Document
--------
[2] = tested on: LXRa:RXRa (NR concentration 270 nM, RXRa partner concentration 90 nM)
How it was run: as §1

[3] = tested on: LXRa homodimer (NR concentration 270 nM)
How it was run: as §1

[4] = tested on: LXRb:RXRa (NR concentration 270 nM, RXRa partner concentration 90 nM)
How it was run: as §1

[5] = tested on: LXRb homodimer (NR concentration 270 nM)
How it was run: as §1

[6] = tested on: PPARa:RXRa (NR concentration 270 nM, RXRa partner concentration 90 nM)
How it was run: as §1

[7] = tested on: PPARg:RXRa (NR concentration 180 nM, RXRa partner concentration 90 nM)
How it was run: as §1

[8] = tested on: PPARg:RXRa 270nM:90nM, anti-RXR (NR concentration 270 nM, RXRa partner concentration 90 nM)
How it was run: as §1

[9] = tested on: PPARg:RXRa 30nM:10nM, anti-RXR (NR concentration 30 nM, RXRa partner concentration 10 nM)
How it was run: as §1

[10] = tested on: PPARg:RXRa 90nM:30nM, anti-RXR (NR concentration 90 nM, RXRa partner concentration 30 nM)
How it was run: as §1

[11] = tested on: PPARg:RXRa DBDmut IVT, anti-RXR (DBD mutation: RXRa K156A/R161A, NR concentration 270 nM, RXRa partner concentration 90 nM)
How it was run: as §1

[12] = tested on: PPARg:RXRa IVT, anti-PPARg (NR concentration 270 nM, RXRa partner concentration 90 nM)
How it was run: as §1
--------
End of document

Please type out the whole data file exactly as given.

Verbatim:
[2] = tested on: LXRa:RXRa (NR concentration 270 nM, RXRa partner concentration 90 nM)
How it was run: as §1

[3] = tested on: LXRa homodimer (NR concentration 270 nM)
How it was run: as §1

[4] = tested on: LXRb:RXRa (NR concentration 270 nM, RXRa partner concentration 90 nM)
How it was run: as §1

[5] = tested on: LXRb homodimer (NR concentration 270 nM)
How it was run: as §1

[6] = tested on: PPARa:RXRa (NR concentration 270 nM, RXRa partner concentration 90 nM)
How it was run: as §1

[7] = tested on: PPARg:RXRa (NR concentration 180 nM, RXRa partner concentration 90 nM)
How it was run: as §1

[8] = tested on: PPARg:RXRa 270nM:90nM, anti-RXR (NR concentration 270 nM, RXRa partner concentration 90 nM)
How it was run: as §1

[9] = tested on: PPARg:RXRa 30nM:10nM, anti-RXR (NR concentration 30 nM, RXRa partner concentration 10 nM)
How it was run: as §1

[10] = tested on: PPARg:RXRa 90nM:30nM, anti-RXR (NR concentration 90 nM, RXRa partner concentration 30 nM)
How it was run: as §1

[11] = tested on: PPARg:RXRa DBDmut IVT, anti-RXR (DBD mutation: RXRa K156A/R161A, NR concentration 270 nM, RXRa partner concentration 90 nM)
How it was run: as §1

[12] = tested on: PPARg:RXRa IVT, anti-PPARg (NR concentration 270 nM, RXRa partner concentration 90 nM)
How it was run: as §1